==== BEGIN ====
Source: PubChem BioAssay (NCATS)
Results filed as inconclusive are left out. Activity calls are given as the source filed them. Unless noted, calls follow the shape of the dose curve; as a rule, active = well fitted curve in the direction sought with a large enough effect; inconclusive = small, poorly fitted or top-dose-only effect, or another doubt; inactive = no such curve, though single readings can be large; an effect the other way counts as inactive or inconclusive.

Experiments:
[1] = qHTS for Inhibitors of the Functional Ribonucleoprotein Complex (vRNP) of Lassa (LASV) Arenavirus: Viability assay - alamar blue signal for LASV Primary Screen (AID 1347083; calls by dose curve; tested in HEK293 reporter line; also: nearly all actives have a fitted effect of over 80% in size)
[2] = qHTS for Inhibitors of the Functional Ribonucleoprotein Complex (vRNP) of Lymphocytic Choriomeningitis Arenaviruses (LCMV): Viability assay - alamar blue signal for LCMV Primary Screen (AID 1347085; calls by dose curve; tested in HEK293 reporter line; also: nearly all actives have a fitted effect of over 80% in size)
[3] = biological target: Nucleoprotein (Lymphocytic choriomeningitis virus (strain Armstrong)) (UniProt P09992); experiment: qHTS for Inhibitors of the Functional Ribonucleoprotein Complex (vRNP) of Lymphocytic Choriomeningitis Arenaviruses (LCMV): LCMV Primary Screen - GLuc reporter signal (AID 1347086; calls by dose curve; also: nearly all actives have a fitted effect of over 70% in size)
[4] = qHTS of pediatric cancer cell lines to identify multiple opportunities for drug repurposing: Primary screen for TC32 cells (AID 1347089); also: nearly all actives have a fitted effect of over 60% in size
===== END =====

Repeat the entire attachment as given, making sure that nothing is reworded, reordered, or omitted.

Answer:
Source: PubChem BioAssay (NCATS)
Results filed as inconclusive are left out. Activity calls are given as the source filed them. Unless noted, calls follow the shape of the dose curve; as a rule, active = well fitted curve in the direction sought with a large enough effect; inconclusive = small, poorly fitted or top-dose-only effect, or another doubt; inactive = no such curve, though single readings can be large; an effect the other way counts as inactive or inconclusive.

Experiments:
[1] = qHTS for Inhibitors of the Functional Ribonucleoprotein Complex (vRNP) of Lassa (LASV) Arenavirus: Viability assay - alamar blue signal for LASV Primary Screen (AID 1347083; calls by dose curve; tested in HEK293 reporter line; also: nearly all actives have a fitted effect of over 80% in size)
[2] = qHTS for Inhibitors of the Functional Ribonucleoprotein Complex (vRNP) of Lymphocytic Choriomeningitis Arenaviruses (LCMV): Viability assay - alamar blue signal for LCMV Primary Screen (AID 1347085; calls by dose curve; tested in HEK293 reporter line; also: nearly all actives have a fitted effect of over 80% in size)
[3] = biological target: Nucleoprotein (Lymphocytic choriomeningitis virus (strain Armstrong)) (UniProt P09992); experiment: qHTS for Inhibitors of the Functional Ribonucleoprotein Complex (vRNP) of Lymphocytic Choriomeningitis Arenaviruses (LCMV): LCMV Primary Screen - GLuc reporter signal (AID 1347086; calls by dose curve; also: nearly all actives have a fitted effect of over 70% in size)
[4] = qHTS of pediatric cancer cell lines to identify multiple opportunities for drug repurposing: Primary screen for TC32 cells (AID 1347089); also: nearly all actives have a fitted effect of over 60% in size